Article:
This is part two of a series. Learn how to identify when it's time to add to the team in part one.

So your business is doing well, and all the signs show that it’s time to start adding new heads to the team. Finding the best people means you will soon be reviewing a stack of resumes, and it’s not a step you want to breeze through or approach haphazardly.

According to one study, the average recruiter spends only 6 seconds reviewing a resume. But that’s not nearly enough time to identify the stand-out candidates.

If you know what to look for, resumes can tell you much more about a candidate than just a list of jobs they’ve had in the past. All you need to do is look past the simple list of jobs for signs of what kind of employee this applicant really is.

Here are some of the valuable qualities a resume can reveal about a candidate that might not be immediately apparent.

1. Organization, attention to detail, and preparation

The first thing to look for are resumes that are well formatted and that tell a clear story. If the ideas flow naturally across the page and the information categories are meaningful, it speaks volumes about how a candidate thinks and organizes their priorities.

Typos aren’t just a nuisance; they can be a sign that the applicant is careless. When you’re looking for just the right person to make life easier for your business, details matter. We’ve all fat-fingered a typo or two on an email or direct message, but a resume is a formal document that the applicant should have spent time meticulously putting together. It should look like it!

Does the candidate care enough about the job to read through the job description, or are they just playing the numbers game and mass-emailing applications to every job opening they find? If the resume is targeted directly to your job posting by highlighting the skills that are pertinent to it, you know they took the time to look through what your business needs and tailored their resume to demonstrate that they have what you’re looking for.

2. The soft skills: communication, teamwork, and integrity

Soft skills—qualities that enable someone to interact effectively and harmoniously with other people—are key for employees who will be dealing with customers and teammates frequently.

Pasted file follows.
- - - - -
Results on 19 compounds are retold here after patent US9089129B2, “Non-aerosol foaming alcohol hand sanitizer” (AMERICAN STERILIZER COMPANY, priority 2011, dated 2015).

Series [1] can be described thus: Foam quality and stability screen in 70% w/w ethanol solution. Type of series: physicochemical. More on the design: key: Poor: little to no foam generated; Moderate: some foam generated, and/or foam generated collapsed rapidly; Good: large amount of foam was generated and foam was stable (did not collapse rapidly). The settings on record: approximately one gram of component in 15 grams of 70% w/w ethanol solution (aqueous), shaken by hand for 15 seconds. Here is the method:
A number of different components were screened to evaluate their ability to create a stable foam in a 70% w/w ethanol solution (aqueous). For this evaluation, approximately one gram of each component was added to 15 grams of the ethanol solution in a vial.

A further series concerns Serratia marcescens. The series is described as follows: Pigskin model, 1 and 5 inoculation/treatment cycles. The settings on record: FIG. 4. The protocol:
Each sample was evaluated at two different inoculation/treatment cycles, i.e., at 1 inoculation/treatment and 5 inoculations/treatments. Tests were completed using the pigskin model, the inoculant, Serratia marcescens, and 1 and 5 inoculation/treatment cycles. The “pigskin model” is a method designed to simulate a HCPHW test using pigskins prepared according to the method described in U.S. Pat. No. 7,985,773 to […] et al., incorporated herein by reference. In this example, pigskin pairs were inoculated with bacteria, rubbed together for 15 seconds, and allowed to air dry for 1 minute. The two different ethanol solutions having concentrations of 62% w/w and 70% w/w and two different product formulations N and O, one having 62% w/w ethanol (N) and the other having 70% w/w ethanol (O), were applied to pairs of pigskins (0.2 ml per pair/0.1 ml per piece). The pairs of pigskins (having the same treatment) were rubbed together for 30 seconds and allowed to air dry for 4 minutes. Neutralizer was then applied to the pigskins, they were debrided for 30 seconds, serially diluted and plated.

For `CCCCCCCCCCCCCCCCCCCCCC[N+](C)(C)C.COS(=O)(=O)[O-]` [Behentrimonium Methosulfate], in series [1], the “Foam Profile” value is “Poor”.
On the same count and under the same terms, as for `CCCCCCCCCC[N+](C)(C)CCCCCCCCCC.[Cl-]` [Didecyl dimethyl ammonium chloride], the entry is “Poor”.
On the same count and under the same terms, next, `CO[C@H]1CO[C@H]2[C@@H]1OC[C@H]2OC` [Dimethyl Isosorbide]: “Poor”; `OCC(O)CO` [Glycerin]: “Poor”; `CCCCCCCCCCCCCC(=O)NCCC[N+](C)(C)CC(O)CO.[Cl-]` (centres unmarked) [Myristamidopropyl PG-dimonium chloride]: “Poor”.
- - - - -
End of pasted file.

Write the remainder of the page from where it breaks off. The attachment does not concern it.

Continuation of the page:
In fact, a recent study from researchers at Harvard, Boston College and the University of Michigan found that soft skills training, like communication and problem-solving, boosts productivity and retention by 12% and delivers a 256% return on investment based on higher productivity and retention, and these skills are expected to become more important for employers in the future.  

Spotting these soft skills on a resume isn’t easy, so what can you look for to identify them? Start with the understanding that the foundation of these skills is consideration and empathy.

This can mean doing something as simple as giving credit where credit is due. Is the candidate presenting their wins as solo efforts or as the result of collaboration where each member played an important role?

At any rate, even if they did everything on their own, indispensable employees often pose a bottleneck for processes. That tends to happen when only one person in the organization knows how to perform vital possesses. Even if your business is just you, you’ll be better served by having a team player working for you—so look for signs of teamwork.

3. Grit and motivation

The challenges your business faces are as diverse as the day is long and, if not handled correctly, can threaten to move your business backward. Look for signs of tenacity on a resume.

When faced with a challenge, did the candidate stick to it and try different approaches to get a win for their client or previous employer? This can be a hard thing to demonstrate on a resume, but there are clues you can look for.

Does the resume give you the results of a candidate’s efforts? This can mean percentage increases or decreases, numbers of people served or products made, to just name a few metrics.

Even if the numbers aren’t applicable to what they’d potentially be doing with you, the fact that they followed up demonstrates their accountability and inclination to track their efforts. If the task was a particularly challenging or ambitious one, there’s a very good chance they explored different ways to get it done.

Similarly, motivated employees not only work hard but have the kind of drive that takes ownership of everything they do and transcends their job titles. Look for verbs like “led,” “developed” and “designed” on their resume and ask them to elaborate on those projects during the interview process.

4. Signs of progression

A resume can reveal a lot about the depth of an applicant’s experience, though don’t assume a long and varied accounting of their past positions means that they are a strong candidate. Here you need to think carefully.

How long was a candidate at their past workplaces? A long tenure can be impressive, but it’s more so if marked by an upward progression.

That said, the devil is, as ever, in the details, and exceptions to this rule of thumb are numerous. A candidate who takes a series of lateral moves to get a role that they wanted demonstrates resourcefulness, and a person who stays in one role for a long time could simply have a lot of passion for it.

Everyone’s story is different, and not all companies offer the same opportunities. The important thing is for you to make note of these details and use them to inform the questions you’ll ask during the next stage of the hiring process: the interview.

We’ll be tackling that topic in another blog very soon, but in the meantime, if you’d like to get proactive about sourcing talent, why not try Indeed Resume which empowers you to search millions of resumes for quality candidates who are ready for their next move? (And to learn more handy hiring tips that can be applied to SMBs and behemoths alike, check out the Indeed Hiring Guide.)